Last weekend, I was in Tucson for the city's annual book festival, and I made sure to bash traditional Cal-Mex at every opportunity as a bastard child of Sonoran cuisine. It wasn't just me playing up to the hometown crowd, folks: our chimichangas are Styrofoam compared to theirs, California machaca is a stringy glop compared to the glories of air-dried carne seca, and we don't even have caldo de queso, for chrissakes!
The biggest difference, though, is in the flour tortillas. Ours are simply vile save those of Rubalcava's Market, but those from the Sonora region are like manna, given that it's the birthplace of the tortilla. And the queen of the flour tortillas is the sobaqueras, the gargantuan tortillas so named because they can reach up to one's armpits if extended over a forearm.
Since I was in town, I decided to seek out the most famous sobaqueras in town, those made by St. Mary's Mexican Food in West Tucson.
This ramshackle place has had numerous national write-ups, including a piece in the Los Angeles Times a couple of years ago, so I initially feared it would be all hype. Not even close: their carne seca chimi (their name, not mine) was flaky, ethereal, and gargantuan. I bought two packs of their sobaqueras (they just call them "large" tortillas), put them inside my carry-on bag, returned home, and put them on my comal.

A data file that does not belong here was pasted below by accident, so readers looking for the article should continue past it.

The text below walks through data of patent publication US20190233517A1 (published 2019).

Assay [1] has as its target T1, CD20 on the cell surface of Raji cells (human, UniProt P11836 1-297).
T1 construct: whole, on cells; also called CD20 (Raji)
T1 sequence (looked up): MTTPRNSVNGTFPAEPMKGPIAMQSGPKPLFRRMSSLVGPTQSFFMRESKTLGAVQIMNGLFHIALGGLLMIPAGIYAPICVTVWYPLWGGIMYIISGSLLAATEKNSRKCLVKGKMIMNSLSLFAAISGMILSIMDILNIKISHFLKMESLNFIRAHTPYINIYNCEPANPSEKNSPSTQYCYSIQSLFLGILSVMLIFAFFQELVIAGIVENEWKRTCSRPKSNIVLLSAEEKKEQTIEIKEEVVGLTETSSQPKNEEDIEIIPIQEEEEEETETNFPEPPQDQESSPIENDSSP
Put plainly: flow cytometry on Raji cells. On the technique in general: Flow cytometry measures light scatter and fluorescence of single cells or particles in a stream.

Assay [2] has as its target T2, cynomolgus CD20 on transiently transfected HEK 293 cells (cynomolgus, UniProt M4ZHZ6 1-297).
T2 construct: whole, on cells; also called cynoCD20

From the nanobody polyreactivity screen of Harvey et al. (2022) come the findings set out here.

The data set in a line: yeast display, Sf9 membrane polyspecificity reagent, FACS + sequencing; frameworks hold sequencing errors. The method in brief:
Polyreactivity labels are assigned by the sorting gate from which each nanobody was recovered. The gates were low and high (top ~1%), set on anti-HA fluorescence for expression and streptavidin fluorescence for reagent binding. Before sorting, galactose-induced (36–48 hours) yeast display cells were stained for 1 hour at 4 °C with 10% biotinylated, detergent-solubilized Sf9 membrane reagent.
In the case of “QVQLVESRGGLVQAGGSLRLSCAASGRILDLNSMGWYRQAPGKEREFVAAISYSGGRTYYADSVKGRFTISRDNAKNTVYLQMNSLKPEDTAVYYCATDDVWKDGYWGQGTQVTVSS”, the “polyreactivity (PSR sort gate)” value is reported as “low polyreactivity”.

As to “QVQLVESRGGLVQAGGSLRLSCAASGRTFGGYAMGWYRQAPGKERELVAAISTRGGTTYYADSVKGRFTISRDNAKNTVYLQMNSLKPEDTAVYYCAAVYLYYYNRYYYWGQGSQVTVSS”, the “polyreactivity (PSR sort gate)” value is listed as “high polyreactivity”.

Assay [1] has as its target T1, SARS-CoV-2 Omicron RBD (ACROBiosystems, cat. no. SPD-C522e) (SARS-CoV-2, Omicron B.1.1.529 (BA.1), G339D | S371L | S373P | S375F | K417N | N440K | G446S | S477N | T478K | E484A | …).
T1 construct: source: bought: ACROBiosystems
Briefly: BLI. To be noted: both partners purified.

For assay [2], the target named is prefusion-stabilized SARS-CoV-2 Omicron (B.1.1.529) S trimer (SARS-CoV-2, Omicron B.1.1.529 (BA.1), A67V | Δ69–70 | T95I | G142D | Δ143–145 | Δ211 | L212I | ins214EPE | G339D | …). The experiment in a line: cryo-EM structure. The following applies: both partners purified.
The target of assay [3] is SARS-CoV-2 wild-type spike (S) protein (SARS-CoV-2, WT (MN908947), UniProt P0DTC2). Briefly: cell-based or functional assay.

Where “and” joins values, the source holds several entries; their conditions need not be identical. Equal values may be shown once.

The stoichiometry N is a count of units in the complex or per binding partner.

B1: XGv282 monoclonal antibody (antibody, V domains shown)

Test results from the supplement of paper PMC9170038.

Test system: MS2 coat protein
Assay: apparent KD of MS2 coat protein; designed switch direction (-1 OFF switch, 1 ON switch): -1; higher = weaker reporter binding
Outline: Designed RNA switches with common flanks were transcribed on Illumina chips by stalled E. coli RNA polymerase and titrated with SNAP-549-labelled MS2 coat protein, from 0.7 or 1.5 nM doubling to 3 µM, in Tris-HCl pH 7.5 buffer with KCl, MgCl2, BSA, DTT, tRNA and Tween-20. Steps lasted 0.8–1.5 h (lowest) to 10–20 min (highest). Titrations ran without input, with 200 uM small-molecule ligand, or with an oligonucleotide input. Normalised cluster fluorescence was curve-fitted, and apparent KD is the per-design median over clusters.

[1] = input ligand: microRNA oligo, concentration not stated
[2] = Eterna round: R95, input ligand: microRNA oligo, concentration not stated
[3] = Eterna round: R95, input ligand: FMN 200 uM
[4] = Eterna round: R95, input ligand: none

LOOK AT HOW BIG THAT TORTILLA IS. You can only see the outline of my big comal in the above picture. It's not even a full sobaquera, merely being as wide as my forearm from my wrist to just past my elbow. It's so huge, though, that I didn't even know how to properly cook it–and that's the only problem with this tortilla, a problem that'll only exist for folks who aren't from the lands of the saguaro.
See, this tortilla's biggest problem is also its most remarkable feature: while it's huge, it's also as translucent as tissue paper, so thin it is. Yet if you cook it properly, it won't tear and will hold in whatever you stuff in it. But you need to be careful in heating it up–because it's so thin, it'll cook fast. And the actual taste: perfection. Buttery, light, magnificent. Heat it up, fold it into one big pile, and tear apart as needed to eat your food. God, why can't we make good flour tortillas here?!
Grade: A. If you're ever in Tucson (and you know that one of your neighbors has a cousin who goes to the U of A for
the endless frat parties their education), get a bag. But treat St. Mary's sobaqueras with the same care you would a 1920s-era Packard.
St. Mary's Mexican Food, 1030 W. St Marys Rd., Tucson, (520) 884-1629.